5 Benefits Of Learning Piano
Did you know research shows that playing a musical instrument has direct physical benefits?
With affordable electric keyboards sounding better than ever due to sampling technology, you can start learning to play your favorite songs with ease.
If the fun of playing music isn’t convincing enough, here are 5 benefits of learning piano that will make you want to start playing right now!
1. A Stress Reliever
It’s no secret, as any music lover would tell you, that listening to music is almost like therapy. In fact, research now shows that listening to upbeat music can boost a person’s mood and cause a happier demeanor in as few as two weeks.
While listening to music has this benefit, science is also proving that playing music is even more powerful. Learning piano is a beneficial process that diminishes stress and can even treat depression.
Playing piano reduces cortisol, a stress hormone that causes decreased memory, inflammation in the body, and inhibits learning abilities.
Learning the piano forces you to focus on the notes and rhythms of the music, as well proper left and right-hand technique. Focused effort on these crucial elements during practice acts as a gentle distraction from stress and negativity in everyday life.
In the process of learning piano, you step into the humble space of trying something completely new.
By taking on a task that is out of your comfort zone, you will find yourself in a state of joyful wonder and childlike awe, with a strong sense of accomplishment and peace.
2. A Workout for your Brain
Learning piano helps build hand-eye coordination and improves motor skills.
A pianist must read sheet music and play with both hands, at the same time. This practice in hand-eye coordination leads to increased reaction time and productivity.
As you develop independent coordination in your hands, you strengthen the neural pathways between your left and right brain hemispheres. This gives your brain a tough workout!
Practicing chords and scales are great brain exercises. These exercises tune your brain to recognize aural variations in music.
Playing piano causes your brain to produce more human growth hormone. Human growth hormone acts as a natural pain reliever and stress reducer, especially in older adults.
Students that have musical training often have high academic test scores, strong reading skills, and outstanding vocabulary.
Studying music theory boosts the player’s understanding of math, as they learn to play and understand rhythm, beat, and scales.
3. The Building Blocks of Music – Our #1 Reason for Learning Piano
Learning piano is a fast track to learning music theory.
Chords and scales are more easily visualized and understood on the piano than on other instruments.
While learning piano, you learn music theory in steps. Each new chord, scale, progression, or rhythm will teach you about music theory.
Learning music theory through consistent piano practice will enable you to read music at a higher level over time.
Along with your practical knowledge of music theory, playing piano will also help you develop your aural skills.
Aural skills give you the ability to recognize complex relationships in harmony and rhythm. These skills will enable you to play more difficult songs.
You will master the concepts of music theory. Then you will have the ability to learn other instruments, like guitar, quickly.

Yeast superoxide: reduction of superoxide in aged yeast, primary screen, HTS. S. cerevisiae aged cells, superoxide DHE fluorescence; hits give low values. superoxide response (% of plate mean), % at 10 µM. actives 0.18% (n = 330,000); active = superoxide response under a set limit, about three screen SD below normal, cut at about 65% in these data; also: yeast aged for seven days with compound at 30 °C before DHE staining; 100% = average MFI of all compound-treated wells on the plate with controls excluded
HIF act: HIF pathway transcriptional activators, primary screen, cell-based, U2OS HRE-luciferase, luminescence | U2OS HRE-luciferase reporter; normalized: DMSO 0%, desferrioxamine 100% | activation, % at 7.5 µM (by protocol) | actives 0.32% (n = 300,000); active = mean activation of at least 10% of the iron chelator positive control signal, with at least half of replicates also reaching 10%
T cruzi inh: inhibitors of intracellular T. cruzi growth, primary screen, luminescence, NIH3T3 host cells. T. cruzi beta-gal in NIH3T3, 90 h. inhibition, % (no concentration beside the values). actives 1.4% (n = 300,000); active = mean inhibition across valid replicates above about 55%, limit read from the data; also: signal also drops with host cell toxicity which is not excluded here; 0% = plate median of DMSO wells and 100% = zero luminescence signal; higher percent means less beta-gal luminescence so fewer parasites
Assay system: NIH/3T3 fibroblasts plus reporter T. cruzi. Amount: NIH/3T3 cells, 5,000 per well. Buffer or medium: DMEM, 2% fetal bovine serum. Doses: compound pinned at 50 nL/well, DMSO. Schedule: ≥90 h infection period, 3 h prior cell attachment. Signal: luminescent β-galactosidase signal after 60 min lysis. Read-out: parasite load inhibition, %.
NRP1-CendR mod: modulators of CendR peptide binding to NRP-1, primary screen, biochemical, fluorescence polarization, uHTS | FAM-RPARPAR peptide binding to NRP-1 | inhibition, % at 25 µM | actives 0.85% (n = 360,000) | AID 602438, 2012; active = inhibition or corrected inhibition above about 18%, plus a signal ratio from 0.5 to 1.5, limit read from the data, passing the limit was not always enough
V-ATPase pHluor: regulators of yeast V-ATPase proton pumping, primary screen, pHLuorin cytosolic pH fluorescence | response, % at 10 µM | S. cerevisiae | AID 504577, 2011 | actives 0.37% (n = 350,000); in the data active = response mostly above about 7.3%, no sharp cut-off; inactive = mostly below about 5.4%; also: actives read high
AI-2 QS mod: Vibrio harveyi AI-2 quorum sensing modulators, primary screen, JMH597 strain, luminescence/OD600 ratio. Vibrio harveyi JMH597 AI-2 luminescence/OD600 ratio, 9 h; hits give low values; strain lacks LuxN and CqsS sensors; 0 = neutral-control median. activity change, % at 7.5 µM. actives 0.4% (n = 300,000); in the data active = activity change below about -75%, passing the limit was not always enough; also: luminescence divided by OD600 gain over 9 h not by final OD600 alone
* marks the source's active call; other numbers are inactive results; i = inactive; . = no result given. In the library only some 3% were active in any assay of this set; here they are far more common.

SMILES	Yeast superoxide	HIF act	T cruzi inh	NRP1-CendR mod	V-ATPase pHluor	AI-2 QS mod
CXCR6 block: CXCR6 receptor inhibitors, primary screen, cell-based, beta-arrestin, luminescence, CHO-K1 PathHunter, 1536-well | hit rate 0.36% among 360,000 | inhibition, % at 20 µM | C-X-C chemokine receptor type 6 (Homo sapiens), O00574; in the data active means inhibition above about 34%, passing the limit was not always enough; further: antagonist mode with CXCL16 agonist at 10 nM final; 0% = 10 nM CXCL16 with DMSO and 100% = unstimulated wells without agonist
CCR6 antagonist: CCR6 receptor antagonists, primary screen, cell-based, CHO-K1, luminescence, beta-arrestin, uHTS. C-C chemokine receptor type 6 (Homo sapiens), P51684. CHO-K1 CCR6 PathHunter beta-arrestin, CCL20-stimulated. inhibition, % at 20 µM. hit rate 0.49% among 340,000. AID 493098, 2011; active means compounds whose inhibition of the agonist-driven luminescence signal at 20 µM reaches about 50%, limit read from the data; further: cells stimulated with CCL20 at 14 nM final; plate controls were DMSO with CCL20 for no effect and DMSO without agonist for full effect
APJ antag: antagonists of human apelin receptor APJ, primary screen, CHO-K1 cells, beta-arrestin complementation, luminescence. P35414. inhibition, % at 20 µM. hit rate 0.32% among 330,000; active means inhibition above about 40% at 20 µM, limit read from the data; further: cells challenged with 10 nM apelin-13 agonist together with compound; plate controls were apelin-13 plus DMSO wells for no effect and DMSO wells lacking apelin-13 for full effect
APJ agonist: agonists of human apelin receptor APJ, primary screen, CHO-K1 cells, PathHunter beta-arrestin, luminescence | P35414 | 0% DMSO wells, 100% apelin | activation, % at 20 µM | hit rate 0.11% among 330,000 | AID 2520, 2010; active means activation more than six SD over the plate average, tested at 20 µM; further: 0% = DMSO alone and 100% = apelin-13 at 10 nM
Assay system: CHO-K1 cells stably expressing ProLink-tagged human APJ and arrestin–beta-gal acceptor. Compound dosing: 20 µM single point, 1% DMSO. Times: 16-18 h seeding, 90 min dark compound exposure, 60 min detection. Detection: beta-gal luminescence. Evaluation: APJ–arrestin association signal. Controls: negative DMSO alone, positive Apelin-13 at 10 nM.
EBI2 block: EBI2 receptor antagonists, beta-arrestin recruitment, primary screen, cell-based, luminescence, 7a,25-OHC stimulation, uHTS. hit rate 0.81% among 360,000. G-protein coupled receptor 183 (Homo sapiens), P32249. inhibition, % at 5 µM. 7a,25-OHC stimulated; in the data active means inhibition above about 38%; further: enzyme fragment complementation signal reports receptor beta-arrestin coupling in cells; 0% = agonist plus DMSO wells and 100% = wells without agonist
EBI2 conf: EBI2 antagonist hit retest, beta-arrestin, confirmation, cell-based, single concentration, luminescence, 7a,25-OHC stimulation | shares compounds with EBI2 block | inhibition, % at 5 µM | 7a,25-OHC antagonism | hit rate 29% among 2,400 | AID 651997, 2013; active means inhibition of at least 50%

A strong foundation in music theory will help you play a piece of music by sight. Aural skills will help you play other instruments “by ear.”
4. Skills for Success Across the Board
Learning piano equips you with skills for success in many other areas of life.
Coordinating your hands to play piano and your mind to read music at the same time inspires creative thinking. This creativity improves problem-solving skills.
Brain activity occurs when playing the piano. This activity aids both adults and children in native and foreign language development.
Styles of piano music vary across cultures and time periods. You gain a foundation in music history and a new sense of cultural appreciation.
Achievement on the piano feels great. Whether it be perfecting a new scale or nailing Beethoven’s Moonlight Sonata, when we reach a goal it boosts our self-esteem.
Practice makes perfect. Learning piano takes patience, dedication, and discipline. You will reach your goals through months and years of practice. These virtues are key in education, home life, and the workplace.
A dedicated practice also takes time. Setting aside time each day to practice piano is an exercise of time management skills. Managing your time effectively teaches you to be responsible.
Piano lessons give an opportunity for students to learn to accept constructive criticism. Constructive criticism helps you grow as a musician. It also helps you build respect for yourself and others.
5. Improved Social Skills
Learning piano eventually offers the chance to play music in group lessons, bands, or even orchestras. These experiences are not only fun, they also help improve social skills.
Time management comes into play, as you coordinate schedules with other musicians.
Writing music with other musicians teaches you to coordinate and share ideas.
Disagreements arise in group settings. You learn to resolve conflicts in a peaceful and polite way while trying to understand another person’s point of view.
When playing music with other people, you work as part of a team to make the music sound beautiful. Succeeding as a team also boosts your self-esteem.
Playing music with other people gives you the opportunity to meet people with a common interest. You can build friendships that last a lifetime!
After reading these 5 benefits of learning piano, we hope that you’re excited to get out there and start playing! If you’re taking piano lessons and feel these benefits in your life, let us know!